Pink salmon in Norway: the reluctant invader
Peer reviewed, Journal article
MetadataShow full item record
- Scientific publications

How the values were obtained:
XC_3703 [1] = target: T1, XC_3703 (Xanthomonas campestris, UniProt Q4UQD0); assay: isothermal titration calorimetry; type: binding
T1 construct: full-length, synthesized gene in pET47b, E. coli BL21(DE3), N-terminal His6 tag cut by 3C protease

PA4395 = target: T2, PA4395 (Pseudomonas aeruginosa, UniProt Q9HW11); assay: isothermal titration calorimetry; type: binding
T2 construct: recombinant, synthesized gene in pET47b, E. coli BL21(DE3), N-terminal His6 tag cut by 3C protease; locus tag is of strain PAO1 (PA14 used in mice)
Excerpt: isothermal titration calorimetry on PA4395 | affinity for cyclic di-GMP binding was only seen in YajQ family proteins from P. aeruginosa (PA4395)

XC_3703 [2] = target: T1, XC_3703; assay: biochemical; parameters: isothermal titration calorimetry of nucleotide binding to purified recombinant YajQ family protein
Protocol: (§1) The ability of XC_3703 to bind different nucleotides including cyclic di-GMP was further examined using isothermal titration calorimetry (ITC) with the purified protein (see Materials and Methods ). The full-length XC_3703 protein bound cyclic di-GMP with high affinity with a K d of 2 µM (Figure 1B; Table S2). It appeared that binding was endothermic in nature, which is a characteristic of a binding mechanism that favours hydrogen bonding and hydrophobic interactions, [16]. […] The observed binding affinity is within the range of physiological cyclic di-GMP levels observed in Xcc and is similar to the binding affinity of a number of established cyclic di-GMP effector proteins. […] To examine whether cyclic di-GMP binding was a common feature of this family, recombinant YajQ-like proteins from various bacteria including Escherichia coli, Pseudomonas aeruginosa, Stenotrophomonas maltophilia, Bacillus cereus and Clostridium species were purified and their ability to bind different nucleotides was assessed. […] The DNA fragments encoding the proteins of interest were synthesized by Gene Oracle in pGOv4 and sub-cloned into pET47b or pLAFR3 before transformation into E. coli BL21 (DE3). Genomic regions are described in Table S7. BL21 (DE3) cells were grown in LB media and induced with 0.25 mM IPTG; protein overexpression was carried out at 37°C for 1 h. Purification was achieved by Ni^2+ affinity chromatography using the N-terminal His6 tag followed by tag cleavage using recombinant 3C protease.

In 2017, Norway experienced an invasion of the Pacific salmonid pink salmon (Oncorhynchus gorbuscha) in numbers never before seen in rivers all along the coast. Significant numbers were also caught in other parts of northwestern Europe. Pink salmon has been observed in variable numbers in Norwegian waters in the summer and autumn of most years since 1960, after the first successful Russian introduction of pink salmon fry in rivers draining to the White Sea in northwest Russia in 1959. With the exception of 1960, pink salmon have been most abundant in odd years, based on the odd-year broodline of the 2-year life salmonid. Even-year fish has generally been less abundant, but in recent years, significant numbers of this broodline have also been caught. In this paper we review the available information on pink salmon in Norwegian rivers and discuss (1) to what extent the presence of this species in Norway has been driven by Russian introductions and natural reproduction in Russian, and lately in Norwegian, rivers, and (2) the likelihood of reproducing populations of pink salmon being established in more Norwegian rivers. Considering the continued propagule pressure in terms of adult pink salmon entering and spawning in Norwegian rivers, it is puzzling that self-propagating populations apparently only have been established in some rivers in the northernmost part of the country. The potential impact of pink salmon on native salmonids and river ecosystems is discussed briefly. Extensive research is required to understand the mechanisms that determine the fate of pink salmon as an alien species, and specifically the possible impact of pink salmon on native salmonids and the environment in the recipient rivers and in the ocean.